Last I shared our master bedroom, it looked like this:
We had made some progress, especially compared to our starting point, but the to do list still had plenty of unchecked boxes including a new bed, seating arrangement, and possibly painting the wood wall white.
That last item, painting, was something I’d been considering for a while, to better flow with the white tongue and groove planks in the adjacent bath, entry, and kitchen. Having painted new wood before, I suspected this reclaimed wood would toss me a curveball thanks to all the tar paper residue.
Fortunately, after painting our deck ceiling, I had the perfect product in my possession: Sherwin Williams Exterior Oil-Based Wood Primer.
The reason I had to wait so long to tackle this step was the uncooperative weather. Stupid summer with temps constantly in the 90’s. Oil-based primers and paint are always stinky, so I waited for a few days of cool weather that would allow open windows and proper ventilation of the room. My first coat of primer covered the wood beautifully, but the tar areas bled through lightly.
Per the instructions, I waited 24 hours before reapplying a follow-up coat for thorough, opaque coverage. This primer is thick, and filled in some of the spaces between the boards, making it look sloppy.
Knowing I’d still have to paint, I held off cleaning out the grooves. After two coats of white paint, I used a utility knife to scrape the paint out, leaving clean gaps and a full textured ship lap looking wall.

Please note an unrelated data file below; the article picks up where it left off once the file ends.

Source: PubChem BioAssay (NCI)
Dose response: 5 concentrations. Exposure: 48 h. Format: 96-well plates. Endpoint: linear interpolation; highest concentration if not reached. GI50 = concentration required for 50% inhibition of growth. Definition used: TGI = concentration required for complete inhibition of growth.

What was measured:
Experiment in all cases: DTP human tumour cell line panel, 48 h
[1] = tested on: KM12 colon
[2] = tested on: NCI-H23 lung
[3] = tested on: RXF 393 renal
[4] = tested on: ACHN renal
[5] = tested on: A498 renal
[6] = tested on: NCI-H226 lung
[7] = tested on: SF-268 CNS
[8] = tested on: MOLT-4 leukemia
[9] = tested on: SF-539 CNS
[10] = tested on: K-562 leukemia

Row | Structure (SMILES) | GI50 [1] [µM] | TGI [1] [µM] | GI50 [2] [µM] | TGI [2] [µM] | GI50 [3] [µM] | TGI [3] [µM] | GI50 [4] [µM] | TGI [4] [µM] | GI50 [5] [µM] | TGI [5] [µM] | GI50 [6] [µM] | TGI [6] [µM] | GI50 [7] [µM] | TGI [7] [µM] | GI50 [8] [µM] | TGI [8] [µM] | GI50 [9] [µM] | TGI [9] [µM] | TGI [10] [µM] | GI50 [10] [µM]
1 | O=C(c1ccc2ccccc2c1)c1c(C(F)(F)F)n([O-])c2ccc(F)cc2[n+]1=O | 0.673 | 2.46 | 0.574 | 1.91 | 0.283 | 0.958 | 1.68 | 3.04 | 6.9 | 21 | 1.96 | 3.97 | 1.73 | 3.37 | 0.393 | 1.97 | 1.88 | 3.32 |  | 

Though I liked the warmth of the wood wall, it didn’t flow with the rest of the room or house. Painting the accent wall white gives me a blank slate to work against. Moving forward, I still have projects to tackle, like a new bed, complete with a lovely green velvet upholstered headboard hence the taped up text fabric.
While I was making changes, I switched out the lamps and art. The triangular lamps I made took up a lot of space on our floating nightstand, so while in Minnesota I picked up two Ranarp sconces from Ikea.
Smaller light fixtures left more space above the nightstand than before, so I painted feathers on watercolor paper to create science poster art.
Each piece cost less than five dollars and didn’t require frames thanks to the style. I cut quarter-inch thick by 1 1/2 inch wide hemlock strips one inch longer than the paper, applied a coat of special walnut stain, and stapled through the paper into the back of the wood. A string of twine is a simple hook, also stapled into the wood.
Thanks to the lightweight design, a thumb tack with a small wood slice glued to the front keeps the art in place.
Then, as usual, one thing leads to another and I didn’t like the mismatched look of the dark art wood and the light nightstand. Not to worry, a coat of matching stain on each was a quick fix and really finished off the look.
Ahh yes, much better.
Up next, sewing a matching set of curtains for the window above our bed. After many attempts to get my hands on another six yards of white linen, I finally broke down and had the fabric store order some for me.
With the deck project in full swing, I’m not sure when the bed will be a priority, but it’ll make all the difference in finishing off the room. Now to decide how I want to handle the other side of the room.